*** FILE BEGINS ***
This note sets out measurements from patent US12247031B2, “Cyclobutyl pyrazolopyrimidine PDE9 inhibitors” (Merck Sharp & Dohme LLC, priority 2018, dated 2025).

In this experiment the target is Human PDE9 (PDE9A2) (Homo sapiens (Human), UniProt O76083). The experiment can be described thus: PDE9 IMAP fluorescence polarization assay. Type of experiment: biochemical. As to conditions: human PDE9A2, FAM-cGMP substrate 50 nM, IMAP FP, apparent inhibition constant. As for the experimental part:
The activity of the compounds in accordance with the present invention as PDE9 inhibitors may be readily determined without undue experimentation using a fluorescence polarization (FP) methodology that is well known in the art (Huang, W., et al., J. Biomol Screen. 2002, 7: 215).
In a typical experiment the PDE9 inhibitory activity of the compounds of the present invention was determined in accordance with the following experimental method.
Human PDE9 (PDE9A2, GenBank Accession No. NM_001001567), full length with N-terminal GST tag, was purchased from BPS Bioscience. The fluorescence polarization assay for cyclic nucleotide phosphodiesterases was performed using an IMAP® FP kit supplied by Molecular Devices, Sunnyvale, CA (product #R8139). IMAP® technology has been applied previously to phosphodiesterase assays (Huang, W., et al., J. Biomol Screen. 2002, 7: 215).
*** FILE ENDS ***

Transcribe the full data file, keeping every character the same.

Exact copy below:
This note sets out measurements from patent US12247031B2, “Cyclobutyl pyrazolopyrimidine PDE9 inhibitors” (Merck Sharp & Dohme LLC, priority 2018, dated 2025).

In this experiment the target is Human PDE9 (PDE9A2) (Homo sapiens (Human), UniProt O76083). The experiment can be described thus: PDE9 IMAP fluorescence polarization assay. Type of experiment: biochemical. As to conditions: human PDE9A2, FAM-cGMP substrate 50 nM, IMAP FP, apparent inhibition constant. As for the experimental part:
The activity of the compounds in accordance with the present invention as PDE9 inhibitors may be readily determined without undue experimentation using a fluorescence polarization (FP) methodology that is well known in the art (Huang, W., et al., J. Biomol Screen. 2002, 7: 215).
In a typical experiment the PDE9 inhibitory activity of the compounds of the present invention was determined in accordance with the following experimental method.
Human PDE9 (PDE9A2, GenBank Accession No. NM_001001567), full length with N-terminal GST tag, was purchased from BPS Bioscience. The fluorescence polarization assay for cyclic nucleotide phosphodiesterases was performed using an IMAP® FP kit supplied by Molecular Devices, Sunnyvale, CA (product #R8139). IMAP® technology has been applied previously to phosphodiesterase assays (Huang, W., et al., J. Biomol Screen. 2002, 7: 215).